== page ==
5 Simple Ways to Autumn-ate Your Salad Making
I'll admit it, some salads just plain suck. Nobody likes bland flavors, wilty greens, ratios that are less than on point (think all lettuce and no toppings or vice versa), and leaves overly drenched in dressing. It's honestly no wonder some have sworn off salad completely. Life is too short for bland, boring, icky bowls of vegetables. But I have good news--nay, the best news! While there's nothing worse than a bad salad, there's nothing better than a great salad, and I promise you--salads can be just that. It's really not difficult to swap your boring mix-ins (just say "no" to chalky croutons) for fresh, choice, and seasonal ingredients. Friends and coworkers alike will be impressed with your oh-so sophisticated and refined taste when you start showing up with homemade goat cheese croutons to show off (but really). And part of living your best salad life possible is embracing the season, which means embracing the most vibrant, flavorful ingredients available right now. It's time to transition off of berries and and tomatoes. Fall is here, and we've got new flavors to address.
Here are a few simple tips for making full-on, fall-flavored al desko salads that you'll actually look forward to eating.
How to Autumn-ate Your Salad Making:
#1. Use dark, leafy greens.
In the fall especially, light greens are out and dark are in. If you're not ready to go all-out kale yet, we get it (baby kale is tender and less bitter by the way), but at least try swapping out your iceberg and romaine for a bag of mixed greens. Look for one that contains some kind of blend of spinach, arugula, swiss chard, oak leaf lettuces, etc. Since dark greens are more nutrient-dense and contain more fiber than the more water-laden lettuces, you're not only making your salad more in-tune with fall, but you're making it healthier too. Sounds like a win-win to me. In my opinion, darker greens offer much more intriguing and satisfying flavors than light greens anyways (although I am, at times, a sucker for the crunch of iceberg).
#2. Roast those veggies.
If you want a salad that's brimming with the flavors of autumn, I suggest roasting a batch of peak-season fall vegetables. My preferences are acorn squash, Brussels sprouts, butternut squash (the pre-cubed variety at the store saves a lot of time), sweet potatoes, onions, and carrots--not all together of course, but select a few of your favorites. Simply cube a few cups-worth of your chosen vegetables and toss them in olive oil. Sprinkle with salt and pepper and roast them on a rimmed baking sheet for 20-25 minutes (or until tender) at 450°.
#3. Apples, apples, apples.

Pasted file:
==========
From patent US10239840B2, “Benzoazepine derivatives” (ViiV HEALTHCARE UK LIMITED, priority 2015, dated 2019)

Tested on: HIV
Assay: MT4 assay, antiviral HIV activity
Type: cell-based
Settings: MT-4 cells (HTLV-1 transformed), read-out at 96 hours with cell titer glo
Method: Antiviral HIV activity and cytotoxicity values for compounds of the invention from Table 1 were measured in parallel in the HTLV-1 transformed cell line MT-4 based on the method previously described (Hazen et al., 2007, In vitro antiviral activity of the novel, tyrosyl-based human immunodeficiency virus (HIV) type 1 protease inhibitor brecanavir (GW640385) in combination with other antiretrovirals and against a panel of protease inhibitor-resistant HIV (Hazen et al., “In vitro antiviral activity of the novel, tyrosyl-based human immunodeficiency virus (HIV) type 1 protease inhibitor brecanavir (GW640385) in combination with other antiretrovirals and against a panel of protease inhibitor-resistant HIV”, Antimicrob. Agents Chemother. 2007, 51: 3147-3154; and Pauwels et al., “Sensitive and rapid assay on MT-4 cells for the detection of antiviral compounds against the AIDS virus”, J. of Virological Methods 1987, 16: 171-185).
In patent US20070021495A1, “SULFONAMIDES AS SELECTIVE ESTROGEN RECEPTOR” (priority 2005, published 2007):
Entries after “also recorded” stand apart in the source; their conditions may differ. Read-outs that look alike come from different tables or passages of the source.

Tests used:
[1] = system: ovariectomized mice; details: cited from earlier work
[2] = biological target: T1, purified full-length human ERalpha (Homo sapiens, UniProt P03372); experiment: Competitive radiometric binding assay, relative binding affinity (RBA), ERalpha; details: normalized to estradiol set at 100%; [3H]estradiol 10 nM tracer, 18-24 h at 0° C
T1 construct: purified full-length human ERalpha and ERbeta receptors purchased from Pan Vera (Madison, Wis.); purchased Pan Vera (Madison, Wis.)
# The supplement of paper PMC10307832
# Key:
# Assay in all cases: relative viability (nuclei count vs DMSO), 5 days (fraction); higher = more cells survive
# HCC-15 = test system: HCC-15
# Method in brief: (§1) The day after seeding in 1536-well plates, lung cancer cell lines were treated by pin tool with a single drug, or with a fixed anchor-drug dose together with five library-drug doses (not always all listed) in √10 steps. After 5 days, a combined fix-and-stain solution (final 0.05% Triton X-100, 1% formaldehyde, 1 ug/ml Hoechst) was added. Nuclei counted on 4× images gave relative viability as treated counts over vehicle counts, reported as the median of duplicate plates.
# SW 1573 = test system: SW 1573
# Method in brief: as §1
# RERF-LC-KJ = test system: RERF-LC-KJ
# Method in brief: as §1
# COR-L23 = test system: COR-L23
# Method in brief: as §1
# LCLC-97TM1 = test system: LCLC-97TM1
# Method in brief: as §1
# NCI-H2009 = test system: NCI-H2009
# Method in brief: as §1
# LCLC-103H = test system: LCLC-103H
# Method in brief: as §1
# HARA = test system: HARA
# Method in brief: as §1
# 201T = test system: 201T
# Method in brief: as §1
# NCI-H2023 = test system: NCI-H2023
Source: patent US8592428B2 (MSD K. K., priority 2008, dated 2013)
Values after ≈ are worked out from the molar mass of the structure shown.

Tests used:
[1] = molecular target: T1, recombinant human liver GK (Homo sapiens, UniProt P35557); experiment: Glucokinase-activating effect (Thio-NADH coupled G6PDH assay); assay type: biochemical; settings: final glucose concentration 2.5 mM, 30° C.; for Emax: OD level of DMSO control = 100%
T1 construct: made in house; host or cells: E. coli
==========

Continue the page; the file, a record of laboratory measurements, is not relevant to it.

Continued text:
Take full advantage of the fact that apples are at their best in autumn by embracing this juicy-crisp fruit in your salads. My all-time favorite variety of apple is the honeycrisp (so sweet, so right), and for green apples, Granny Smith are delightfully tart and delicious. As it gets later into the season and your apple palate is spent (not likely, but possible), try slicing up pears instead--Bosc or Anjou are best for salads. Also, since we're talking fruit, I should mention that dried fruit is also a good play in your autumn salads--a good rule of thumb is to always keep a bag of golden raisins and/or dried cranberries on deck.
#4. Crunch-itize it:
Every good salad needs some crunch, and pepitas (pumpkin seeds), pine nuts, and pecans are perfect mix-ins for full-on fall flavor. Just make sure to toast any nut or seed you choose for 5-7 minutes at 375°--this is the simplest way to ensure toasty depth of flavor. My pro-tip? Candied pecans. These sweet and toasty nuts add the perfect autumnal crunch factor to any salad situation. Learn how to make them now. Trust me, they'll change your life.
#5. Think deep dressings:
The spring and summer are great for bright, citrusy vinaigrettes, but as the weather gets cooler, I opt for deeper, more robustly flavored dressings--think balsamic, maple, etc. Here's my current favorite dressing I've been whipping up: Simply whisk together 2 parts extra-virgin olive oil to 1 part balsamic vinegar, a dash of kosher salt and black pepper, a few cloves of fresh minced garlic, 1-2 teaspoons Dijon mustard (to help it emulsify), and a dash of sugar. For the maple-lemon dressing used in the Roasted Autumn Veggie Salad above (which P.S. is basically the archetype of the ultimate autumn salad), whisk together 2 parts olive oil, one part maple syrup, a dash of kosher salt and black pepper, 1-2 teaspoons Dijon mustard and 1-2 teaspoons fresh lemon juice.